Now, of course what we're talking about is separating those parts that business can understand and using business for that, but it still just seems wrong. You've got two different people talking totally different languages, one of "How can we do this?" and one of "What if we do this?"

    Yeah, I'm a bit of an idealist, but I think the what if people should be holding the keys at the management levels. Someone needs to bring them down to Earth occasionally, but you need people who aren't afraid to waste money if you want to do anything interesting. Are such people in charge at NASA? I don't know, they're probably the same managerial types at the aerospace firms. But I don't see why shifting the managerial focus to commercial enterprise will do anything to advance pure science.

    Unless of course your goal is to kill pure science in the aerospace field.

  • by couchslug (175151) on Friday January 22, 2010 @11:02AM (#30859462)

    NASA clingeth mightily to its rice bowl...

    IMO it's time to offload manned missions and stick to actually _exploring_ space with probes and rovers and other remote-manned tech. Manned missions have created a burden that sucked other programs dry, but the lust of those who want to play in space can make commercial outfits viable.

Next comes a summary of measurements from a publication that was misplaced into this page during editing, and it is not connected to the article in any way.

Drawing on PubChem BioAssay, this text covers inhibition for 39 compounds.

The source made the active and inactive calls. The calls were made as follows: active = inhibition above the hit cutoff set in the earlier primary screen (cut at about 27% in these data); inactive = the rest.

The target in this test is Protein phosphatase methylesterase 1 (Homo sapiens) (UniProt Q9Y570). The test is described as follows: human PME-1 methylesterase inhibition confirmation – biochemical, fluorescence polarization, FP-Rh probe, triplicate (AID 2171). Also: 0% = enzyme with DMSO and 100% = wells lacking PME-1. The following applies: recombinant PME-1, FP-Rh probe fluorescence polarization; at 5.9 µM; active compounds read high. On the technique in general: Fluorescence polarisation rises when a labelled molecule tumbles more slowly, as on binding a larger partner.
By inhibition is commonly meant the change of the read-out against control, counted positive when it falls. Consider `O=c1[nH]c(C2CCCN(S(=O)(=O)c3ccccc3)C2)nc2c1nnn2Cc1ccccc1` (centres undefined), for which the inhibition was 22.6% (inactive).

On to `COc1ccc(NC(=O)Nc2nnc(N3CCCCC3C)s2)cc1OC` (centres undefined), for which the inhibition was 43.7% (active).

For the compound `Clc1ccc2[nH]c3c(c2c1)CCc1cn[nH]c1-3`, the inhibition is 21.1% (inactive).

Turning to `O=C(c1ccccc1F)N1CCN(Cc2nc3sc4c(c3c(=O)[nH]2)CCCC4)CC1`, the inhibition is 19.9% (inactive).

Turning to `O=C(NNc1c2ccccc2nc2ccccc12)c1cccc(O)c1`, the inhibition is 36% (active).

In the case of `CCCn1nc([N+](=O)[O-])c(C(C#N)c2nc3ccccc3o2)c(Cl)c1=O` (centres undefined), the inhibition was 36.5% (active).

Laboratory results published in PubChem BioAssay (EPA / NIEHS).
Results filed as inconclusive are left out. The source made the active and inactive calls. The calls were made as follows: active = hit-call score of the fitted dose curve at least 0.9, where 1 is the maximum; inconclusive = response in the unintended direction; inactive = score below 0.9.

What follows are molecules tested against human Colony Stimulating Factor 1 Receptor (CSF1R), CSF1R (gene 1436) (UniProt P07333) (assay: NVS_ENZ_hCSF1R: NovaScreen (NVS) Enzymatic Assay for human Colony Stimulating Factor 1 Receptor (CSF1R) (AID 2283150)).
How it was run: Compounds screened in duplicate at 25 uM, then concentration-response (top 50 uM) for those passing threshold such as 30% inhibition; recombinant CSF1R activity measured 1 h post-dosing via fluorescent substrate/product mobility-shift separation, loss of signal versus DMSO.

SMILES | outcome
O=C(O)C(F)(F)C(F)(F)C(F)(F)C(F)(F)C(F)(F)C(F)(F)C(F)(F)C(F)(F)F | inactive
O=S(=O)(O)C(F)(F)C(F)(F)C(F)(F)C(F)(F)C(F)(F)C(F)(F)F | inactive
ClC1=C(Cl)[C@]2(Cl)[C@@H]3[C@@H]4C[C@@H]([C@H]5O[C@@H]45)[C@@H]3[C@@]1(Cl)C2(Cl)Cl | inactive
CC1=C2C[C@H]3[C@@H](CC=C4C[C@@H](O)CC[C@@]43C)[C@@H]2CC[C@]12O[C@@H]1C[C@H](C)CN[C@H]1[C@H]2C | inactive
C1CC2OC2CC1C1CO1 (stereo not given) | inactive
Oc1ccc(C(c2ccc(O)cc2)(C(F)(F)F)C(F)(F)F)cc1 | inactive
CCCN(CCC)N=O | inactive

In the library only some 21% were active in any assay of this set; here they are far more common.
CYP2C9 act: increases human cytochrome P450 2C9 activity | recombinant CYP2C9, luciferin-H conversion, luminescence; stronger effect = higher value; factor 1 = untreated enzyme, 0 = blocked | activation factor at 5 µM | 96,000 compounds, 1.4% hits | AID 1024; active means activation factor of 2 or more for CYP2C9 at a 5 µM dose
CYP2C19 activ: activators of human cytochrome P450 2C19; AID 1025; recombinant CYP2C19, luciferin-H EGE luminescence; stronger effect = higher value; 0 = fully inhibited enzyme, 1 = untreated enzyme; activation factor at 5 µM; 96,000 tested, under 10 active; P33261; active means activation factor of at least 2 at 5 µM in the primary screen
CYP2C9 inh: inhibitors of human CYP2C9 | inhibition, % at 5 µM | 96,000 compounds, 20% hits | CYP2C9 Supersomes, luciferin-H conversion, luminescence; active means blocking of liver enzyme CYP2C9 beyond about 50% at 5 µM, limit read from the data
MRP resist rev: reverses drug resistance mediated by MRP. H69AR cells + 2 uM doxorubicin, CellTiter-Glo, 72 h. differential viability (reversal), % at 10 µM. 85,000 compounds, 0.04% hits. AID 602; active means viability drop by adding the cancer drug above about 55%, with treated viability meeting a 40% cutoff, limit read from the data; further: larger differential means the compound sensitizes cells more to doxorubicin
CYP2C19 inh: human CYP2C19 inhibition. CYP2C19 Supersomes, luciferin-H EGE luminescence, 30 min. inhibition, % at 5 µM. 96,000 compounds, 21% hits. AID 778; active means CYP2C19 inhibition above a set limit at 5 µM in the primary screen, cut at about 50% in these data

We don't _need_ people in space before we perfect exploring it with the remote-controlled systems we absolutely require anyway to interact with an utterly hostile environment. Development cycles for remotely-manned vehicles can be much shorter (avoids the decades-long burden of old Shuttle tech) allowing "launch early, launch often".

  • by Anonymous Coward on Friday January 22, 2010 @11:13AM (#30859610)

    this report is political trash. lies.

    you'll have to spend many hours getting up to speed on this topic, but suffice it to say NASA employs 10,000 people just to screw in a light bulb, and the political clout acting to keep them happy and working is significant.

    NASA is no better than private companies or other countries.

  • by ppanon (16583) on Friday January 22, 2010 @04:20PM (#30862992) Homepage Journal

    but there frankly isn't much more you'd do to safeguard a volunteering person than you'd do for a billion-dollar unmanned probe representing years of work by huge teams.

    That depends. If you're needing to launch a dozen or more of those billion dollar "unmanned probes" (or spy sats in the case of the military/intelligence agencies) then it may be more cost effective to self-insure by mass producing an extra one or two to compensate for a 10% failure rate instead of trying to bring the failure rate for one or two less launches down to 0. That's what happens when heavy lifter launches cost >$100 million (or nearly $0.5 billion in the case of the shuttle).

The flow chart is a most thoroughly oversold piece of program documentation. -- Frederick Brooks, "The Mythical Man Month"